Search Results for “munitions workers” – The British Newspaper Archive Blog

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Far From ‘Idle:’ The Women Canal Workers of the Second World War

Nicknamed the ‘Idle Women,’ although they were about as far from idle as anybody could possibly be, the women canal workers of the Second World War performed vital war work which is all but forgotten today, some seventy years later. Some of the ‘Idle women’ arriving at a canal dock | The Sphere | 15 April 1944 The curious name of ‘Idle Women’ came from the badges that these pioneering women wore, with the initials ‘IW,’ which stood for ‘Inland Waterways’.

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Women munition workers in WW1 – an advert for work overalls and the opening of a hostel in Newcastle

‘Lady Parsons, in declaring the hostel open, wished it every success, and said it was an honour to open a home for the women engaged in munition works.’ We’re fascinated by all the newspaper reports about women munition workers during the First World War. In addition to all the news and personal stories, there are some terrific adverts for hiring workers (we always like to know how much money our ancestors were earning) and the clothes that they needed for

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Women munition workers in WW1 – an advert for overalls and the opening of a hostel in Newcastle

We’re fascinated by all the newspaper reports about women munition workers during the First World War. In addition to the news and personal stories, there are some terrific adverts for hiring workers (we always like to know how much money our ancestors were earning) and the clothes that they needed for their work, etc. Included below is an advert for the overalls that munition workers required, and also a story about the opening of a hostel in Newcastle in 1916

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‘Where the People Boat’ – A Look at the History of the Boating Lake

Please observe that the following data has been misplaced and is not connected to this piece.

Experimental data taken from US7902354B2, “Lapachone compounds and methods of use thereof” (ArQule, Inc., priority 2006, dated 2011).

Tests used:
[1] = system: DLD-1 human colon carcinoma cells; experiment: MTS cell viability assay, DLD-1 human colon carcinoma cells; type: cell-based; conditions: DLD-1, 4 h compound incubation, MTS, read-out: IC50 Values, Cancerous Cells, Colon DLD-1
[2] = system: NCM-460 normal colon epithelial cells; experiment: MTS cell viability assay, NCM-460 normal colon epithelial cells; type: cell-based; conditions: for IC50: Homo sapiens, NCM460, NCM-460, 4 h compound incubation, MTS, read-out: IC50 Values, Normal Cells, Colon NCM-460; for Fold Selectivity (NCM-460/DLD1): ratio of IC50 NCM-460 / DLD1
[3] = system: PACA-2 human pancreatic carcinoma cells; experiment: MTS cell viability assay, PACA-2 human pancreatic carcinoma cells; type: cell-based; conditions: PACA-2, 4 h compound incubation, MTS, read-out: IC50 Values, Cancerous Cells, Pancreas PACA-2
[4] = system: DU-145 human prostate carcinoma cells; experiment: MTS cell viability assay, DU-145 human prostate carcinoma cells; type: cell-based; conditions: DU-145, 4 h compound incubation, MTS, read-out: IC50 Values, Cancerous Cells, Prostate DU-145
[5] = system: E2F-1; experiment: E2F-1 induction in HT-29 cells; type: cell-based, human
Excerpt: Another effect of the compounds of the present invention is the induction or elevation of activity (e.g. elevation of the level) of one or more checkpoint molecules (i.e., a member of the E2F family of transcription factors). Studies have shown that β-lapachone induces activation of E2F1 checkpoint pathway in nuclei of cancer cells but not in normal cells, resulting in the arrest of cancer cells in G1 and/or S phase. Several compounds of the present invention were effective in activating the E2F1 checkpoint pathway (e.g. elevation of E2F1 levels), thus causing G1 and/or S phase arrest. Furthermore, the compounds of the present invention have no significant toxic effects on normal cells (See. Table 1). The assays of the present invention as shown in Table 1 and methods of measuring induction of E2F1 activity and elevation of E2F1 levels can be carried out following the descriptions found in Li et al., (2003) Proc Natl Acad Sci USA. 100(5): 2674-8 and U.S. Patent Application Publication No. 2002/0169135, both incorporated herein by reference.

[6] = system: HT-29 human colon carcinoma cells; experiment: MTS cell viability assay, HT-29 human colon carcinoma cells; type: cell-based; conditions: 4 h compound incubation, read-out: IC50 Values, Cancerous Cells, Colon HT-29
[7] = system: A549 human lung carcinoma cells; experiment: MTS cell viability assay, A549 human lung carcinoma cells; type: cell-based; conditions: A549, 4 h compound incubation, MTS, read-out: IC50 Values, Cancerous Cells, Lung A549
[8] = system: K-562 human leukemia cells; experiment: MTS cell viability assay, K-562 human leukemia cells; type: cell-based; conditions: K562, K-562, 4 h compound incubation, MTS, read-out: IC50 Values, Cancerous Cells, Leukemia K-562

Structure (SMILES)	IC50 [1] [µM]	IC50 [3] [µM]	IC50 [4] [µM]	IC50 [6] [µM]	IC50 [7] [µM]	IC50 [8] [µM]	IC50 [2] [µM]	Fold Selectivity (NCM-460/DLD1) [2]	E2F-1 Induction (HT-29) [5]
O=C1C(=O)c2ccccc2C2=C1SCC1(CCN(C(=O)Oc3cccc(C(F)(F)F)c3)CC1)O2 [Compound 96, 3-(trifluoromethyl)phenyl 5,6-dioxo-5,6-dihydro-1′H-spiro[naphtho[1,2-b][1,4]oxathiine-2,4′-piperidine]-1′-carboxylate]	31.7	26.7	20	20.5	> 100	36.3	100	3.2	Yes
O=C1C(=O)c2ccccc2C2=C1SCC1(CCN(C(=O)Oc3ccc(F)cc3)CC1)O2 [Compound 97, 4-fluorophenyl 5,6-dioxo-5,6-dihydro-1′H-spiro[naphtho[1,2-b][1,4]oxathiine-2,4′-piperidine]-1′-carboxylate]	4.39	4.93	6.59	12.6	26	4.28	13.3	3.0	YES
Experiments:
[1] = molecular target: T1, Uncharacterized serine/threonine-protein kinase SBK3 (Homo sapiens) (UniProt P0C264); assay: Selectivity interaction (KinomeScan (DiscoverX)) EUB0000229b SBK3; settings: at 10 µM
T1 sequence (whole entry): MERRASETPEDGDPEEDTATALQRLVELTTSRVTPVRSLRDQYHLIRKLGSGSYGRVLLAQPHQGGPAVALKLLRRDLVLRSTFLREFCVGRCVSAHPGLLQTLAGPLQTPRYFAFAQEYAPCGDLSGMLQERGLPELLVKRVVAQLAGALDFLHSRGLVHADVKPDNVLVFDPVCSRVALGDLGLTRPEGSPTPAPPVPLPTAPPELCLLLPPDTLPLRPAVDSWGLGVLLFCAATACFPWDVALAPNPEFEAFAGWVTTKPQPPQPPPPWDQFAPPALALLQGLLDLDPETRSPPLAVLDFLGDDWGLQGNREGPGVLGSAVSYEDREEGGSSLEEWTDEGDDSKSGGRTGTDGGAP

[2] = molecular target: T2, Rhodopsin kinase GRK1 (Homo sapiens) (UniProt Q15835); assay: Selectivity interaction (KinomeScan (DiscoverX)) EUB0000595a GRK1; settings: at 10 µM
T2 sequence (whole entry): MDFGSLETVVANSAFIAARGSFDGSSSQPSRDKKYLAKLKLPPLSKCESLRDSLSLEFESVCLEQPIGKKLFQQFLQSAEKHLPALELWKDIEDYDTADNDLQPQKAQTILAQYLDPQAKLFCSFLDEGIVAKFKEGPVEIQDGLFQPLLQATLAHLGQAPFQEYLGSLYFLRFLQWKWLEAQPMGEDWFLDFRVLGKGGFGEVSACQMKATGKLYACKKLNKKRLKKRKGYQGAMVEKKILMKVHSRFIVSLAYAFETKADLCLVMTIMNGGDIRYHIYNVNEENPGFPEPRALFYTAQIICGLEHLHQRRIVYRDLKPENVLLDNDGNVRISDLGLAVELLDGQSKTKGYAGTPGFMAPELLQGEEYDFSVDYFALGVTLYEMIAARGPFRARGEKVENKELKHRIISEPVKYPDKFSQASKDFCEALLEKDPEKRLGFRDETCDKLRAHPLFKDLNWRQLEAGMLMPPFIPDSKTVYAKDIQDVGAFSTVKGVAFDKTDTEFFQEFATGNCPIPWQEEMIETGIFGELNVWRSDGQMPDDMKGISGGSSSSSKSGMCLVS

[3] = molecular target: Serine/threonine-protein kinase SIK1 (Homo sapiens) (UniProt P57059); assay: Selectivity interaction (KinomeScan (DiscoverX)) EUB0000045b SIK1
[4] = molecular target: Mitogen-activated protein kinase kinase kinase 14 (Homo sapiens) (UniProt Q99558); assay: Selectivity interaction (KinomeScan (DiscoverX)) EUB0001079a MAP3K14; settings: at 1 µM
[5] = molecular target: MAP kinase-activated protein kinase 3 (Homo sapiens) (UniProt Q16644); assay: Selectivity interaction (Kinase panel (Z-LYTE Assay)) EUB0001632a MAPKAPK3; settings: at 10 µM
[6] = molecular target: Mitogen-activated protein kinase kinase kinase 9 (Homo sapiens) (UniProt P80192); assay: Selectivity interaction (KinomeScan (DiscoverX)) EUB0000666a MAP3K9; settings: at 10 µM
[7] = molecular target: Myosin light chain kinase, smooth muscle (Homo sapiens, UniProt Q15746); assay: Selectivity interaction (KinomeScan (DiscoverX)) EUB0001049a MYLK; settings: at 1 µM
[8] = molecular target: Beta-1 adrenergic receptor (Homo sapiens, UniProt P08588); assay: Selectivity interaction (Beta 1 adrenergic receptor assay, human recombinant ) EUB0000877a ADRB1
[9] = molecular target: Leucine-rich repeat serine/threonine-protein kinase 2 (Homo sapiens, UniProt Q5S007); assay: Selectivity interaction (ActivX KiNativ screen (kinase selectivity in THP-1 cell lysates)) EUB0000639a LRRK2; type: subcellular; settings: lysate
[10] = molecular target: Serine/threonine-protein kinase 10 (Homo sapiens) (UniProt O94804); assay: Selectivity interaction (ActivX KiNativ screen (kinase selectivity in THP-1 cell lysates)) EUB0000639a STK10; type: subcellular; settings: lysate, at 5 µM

In May 1905, The Sphere reports how ‘A remarkable scene may be witnessed any Sunday on the big lake at Battersea Park where the people boat.’ And in the early twentieth century, this scene could be found at boating lakes in cities and towns across the country, providing in particular the working classes with leisure opportunities previously unknown to them. In this special blog, using articles and illustrations all to be found within the British Newspaper Archive, we are going to take

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Women and the First World War

First Worls War women firefighters

During the First World War (1914-1918), the role of women in Britain was massively altered and the women’s sphere was enlarged in every direction. Some historians mark the First World War as a watershed moment in women’s history when women were looked at less as fragile creatures and more as robust figures.  A single blog post is not enough to explore all the contributions of women during the Great War, but we have combed through The British Newspaper Archive and

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Tragedy and triumph in Warwick Davis’ family tree

  “I won’t be embarrassed by what I discover, bring it on! Let’s have an adventure.” – Warwick Davis In last night’s episode of Who Do You Think You Are? we joined Warwick Davis, best known for his acting career, as he uncovered a few family secrets including bigamy and multiple marriages on his mother’s side of the family, as well as tragedy and another successful performer on his father’s side. Searching for a Local Pub Warwick wanted to find out

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Policing Pioneers – A Look at the History of the Women’s Police Service

Upon the advent of the First World War a new organisation was formed – the Women Police Volunteers. Later known as the Women’s Police Service, these women played a vital role in paving the way for the establishment and acceptance of women in the police. Members of the Women’s Police Service at a Buckingham Palace Garden party | The Sphere | 2 April 1919 Although the inclusion of women in the police was discussed prior to the outbreak of the war, and

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Newspapers from the Pandemic – Reporting on the Spanish Flu

What began as rumours from Spain was soon to become a nightmarish reality, as the Spanish flu pandemic began to take hold in the United Kingdom, where it would go on to kill approximately 250,000 people, and 50,000,000 globally. Staff from the Michie Hospital | Graphic | 26 July 1919 In this special blog, as part of medicine month on The Archive, we will take a look at how newspapers from the time reported on the deadly disease, from those first rumours,

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Women and the Second World War

Continuing our commemoration of the 75 years since VE-Day, in this special blog we explore the vital role that women played throughout the course of the Second World War. In 1939, for a second time in just over twenty years, Britain found itself embroiled in an international conflict, and women stepped forward to work in civil defence, armed forces, and industry.  Unlike any other country, for the first time, British women were conscripted into service.  On 18 December 1941, the

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